chiefs to go to Vietnam over fears
Conall Ó Fátharta, Irish Examiner Wednesday,
April 13, 2011
from the Adoption Authority are to travel to Vietnam to examine if the
"profound concerns" raised in a number of international reports
about adoption practices in the country have been addressed.
after a meeting with Adoption Authority chairman Geoffrey Shannon and chief
executive Elizabeth Canavan, Minister for Children and Youth Affairs Frances
Fitzgerald said she had asked officials from the authority to travel to the
south east Asian country ahead of the country ratifying the Hague Convention
However, Ms Fitzgerald said it was important not to "raise expectations
unduly" about when an administrative agreement could be arranged with
"I am pleased that Vietnam has signed the Hague Convention, but
recognise the significant body of work that still needs to be done to
protect children and fully ratify the convention. We don’t want to raise
expectations unduly, but it is very important to clarify what the situation
is in Vietnam and bring as much clarity as we can to it in view of the fact
they are ratifying Hague," she said.
Mr Shannon Mr Shannon said he was committed to ensuring that all concerns
raised about adoption practices in Vietnam had been addressed fully.
"Nobody has a right to adopt. The Hague Convention provides a framework
in which to regulate intercountry adoption not just to facilitate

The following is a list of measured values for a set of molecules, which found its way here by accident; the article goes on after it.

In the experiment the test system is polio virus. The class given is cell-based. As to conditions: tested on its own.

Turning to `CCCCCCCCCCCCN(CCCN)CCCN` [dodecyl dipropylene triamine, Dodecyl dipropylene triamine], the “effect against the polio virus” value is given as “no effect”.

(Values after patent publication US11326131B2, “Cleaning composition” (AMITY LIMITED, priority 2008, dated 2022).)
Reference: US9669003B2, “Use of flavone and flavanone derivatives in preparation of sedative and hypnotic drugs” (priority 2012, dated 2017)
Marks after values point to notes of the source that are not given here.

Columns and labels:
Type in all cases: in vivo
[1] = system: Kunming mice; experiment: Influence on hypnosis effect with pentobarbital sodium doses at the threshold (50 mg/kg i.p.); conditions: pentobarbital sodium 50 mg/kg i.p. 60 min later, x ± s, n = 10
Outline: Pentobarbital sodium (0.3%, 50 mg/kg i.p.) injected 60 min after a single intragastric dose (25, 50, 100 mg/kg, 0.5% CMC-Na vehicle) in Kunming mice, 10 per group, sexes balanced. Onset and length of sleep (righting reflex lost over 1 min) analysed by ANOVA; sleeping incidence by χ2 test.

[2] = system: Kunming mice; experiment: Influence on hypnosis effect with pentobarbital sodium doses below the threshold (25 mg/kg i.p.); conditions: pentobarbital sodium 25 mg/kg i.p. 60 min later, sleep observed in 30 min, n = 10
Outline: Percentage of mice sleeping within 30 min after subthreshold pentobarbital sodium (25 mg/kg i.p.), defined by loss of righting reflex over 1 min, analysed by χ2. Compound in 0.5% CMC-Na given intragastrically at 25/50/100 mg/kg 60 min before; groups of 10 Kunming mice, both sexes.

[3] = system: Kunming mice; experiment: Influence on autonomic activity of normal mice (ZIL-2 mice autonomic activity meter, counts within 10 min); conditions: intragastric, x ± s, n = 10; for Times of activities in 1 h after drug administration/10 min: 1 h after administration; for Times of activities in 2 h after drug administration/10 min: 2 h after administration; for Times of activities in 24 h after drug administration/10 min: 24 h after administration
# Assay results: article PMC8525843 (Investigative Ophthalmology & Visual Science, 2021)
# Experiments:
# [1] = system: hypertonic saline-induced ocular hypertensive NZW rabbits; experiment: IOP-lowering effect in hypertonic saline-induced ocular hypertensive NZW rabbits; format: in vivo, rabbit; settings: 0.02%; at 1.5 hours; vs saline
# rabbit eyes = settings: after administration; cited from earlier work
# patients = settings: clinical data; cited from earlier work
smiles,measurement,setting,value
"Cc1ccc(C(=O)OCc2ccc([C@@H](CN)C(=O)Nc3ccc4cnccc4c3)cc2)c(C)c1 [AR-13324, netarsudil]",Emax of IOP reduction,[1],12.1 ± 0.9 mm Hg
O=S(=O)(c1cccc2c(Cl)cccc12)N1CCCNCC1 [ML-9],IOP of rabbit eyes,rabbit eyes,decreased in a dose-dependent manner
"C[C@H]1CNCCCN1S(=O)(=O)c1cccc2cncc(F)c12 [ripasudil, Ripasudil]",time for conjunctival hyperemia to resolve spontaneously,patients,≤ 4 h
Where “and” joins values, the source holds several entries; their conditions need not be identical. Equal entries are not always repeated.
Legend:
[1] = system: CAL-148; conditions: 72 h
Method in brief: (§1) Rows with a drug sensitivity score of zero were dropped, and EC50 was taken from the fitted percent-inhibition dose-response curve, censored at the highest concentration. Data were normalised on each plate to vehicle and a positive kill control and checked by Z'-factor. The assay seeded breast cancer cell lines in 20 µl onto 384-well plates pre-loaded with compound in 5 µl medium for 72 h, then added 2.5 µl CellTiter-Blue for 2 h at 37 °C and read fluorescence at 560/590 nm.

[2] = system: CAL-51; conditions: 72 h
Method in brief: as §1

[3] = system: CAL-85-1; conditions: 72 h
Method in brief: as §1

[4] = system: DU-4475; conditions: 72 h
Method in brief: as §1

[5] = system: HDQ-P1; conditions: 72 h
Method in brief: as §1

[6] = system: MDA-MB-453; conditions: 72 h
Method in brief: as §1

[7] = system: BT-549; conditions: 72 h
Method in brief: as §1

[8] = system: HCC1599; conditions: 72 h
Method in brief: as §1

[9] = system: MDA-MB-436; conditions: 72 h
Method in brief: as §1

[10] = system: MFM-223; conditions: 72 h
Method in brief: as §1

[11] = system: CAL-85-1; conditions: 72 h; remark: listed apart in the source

intercountry adoption. It’s hugely important that consent is freely given
and that adoption is in the best interests of children," he said.
The minister confirmed her commitment to introducing tracing and information
legislation for adopted people and natural parents, but said she was not in
a position to offer a timescale.
"I would like to see tracing and information legislation. I believe
that we are behind some other countries, and in terms of the exact form that
that would take I am open to discussions on. I think there are people that
have been very emotionally scarred by a lack of information but, equally,
there are issues about respect for birth parents, but it is an area there
should be legislation in," she said.
Mr Shannon also said it was important that an information and tracing
service for children adopted from abroad be made available for those
children when they turn 18 years old.
"We are now looking at legacy issues from the 1950s and 1960s. Will we
be looking at these issues in 20 years time. I hope we won’t and that we
will ensure that all children adopted from abroad will have a full file
available to them to identify their origins," he said.
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